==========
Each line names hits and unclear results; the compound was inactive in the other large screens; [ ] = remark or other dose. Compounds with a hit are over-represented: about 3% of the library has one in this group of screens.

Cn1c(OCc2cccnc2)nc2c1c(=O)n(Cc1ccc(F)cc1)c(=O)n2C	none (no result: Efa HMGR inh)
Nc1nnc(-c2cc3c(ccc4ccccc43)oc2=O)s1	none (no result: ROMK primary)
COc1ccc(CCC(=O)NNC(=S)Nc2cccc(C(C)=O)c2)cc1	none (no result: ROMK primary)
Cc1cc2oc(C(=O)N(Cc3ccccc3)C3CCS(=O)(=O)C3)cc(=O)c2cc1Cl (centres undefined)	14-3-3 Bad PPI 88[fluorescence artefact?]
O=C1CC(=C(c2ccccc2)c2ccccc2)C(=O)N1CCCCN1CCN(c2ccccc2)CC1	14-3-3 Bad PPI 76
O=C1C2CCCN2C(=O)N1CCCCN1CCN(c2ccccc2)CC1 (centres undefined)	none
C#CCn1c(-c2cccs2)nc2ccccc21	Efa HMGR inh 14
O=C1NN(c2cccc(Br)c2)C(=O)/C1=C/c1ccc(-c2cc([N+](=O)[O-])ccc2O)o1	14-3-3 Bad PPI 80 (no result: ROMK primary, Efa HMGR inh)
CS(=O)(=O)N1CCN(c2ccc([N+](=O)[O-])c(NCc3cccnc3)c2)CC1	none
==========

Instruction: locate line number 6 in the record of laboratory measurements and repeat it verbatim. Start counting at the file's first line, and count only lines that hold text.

O=C1CC(=C(c2ccccc2)c2ccccc2)C(=O)N1CCCCN1CCN(c2ccccc2)CC1	14-3-3 Bad PPI 76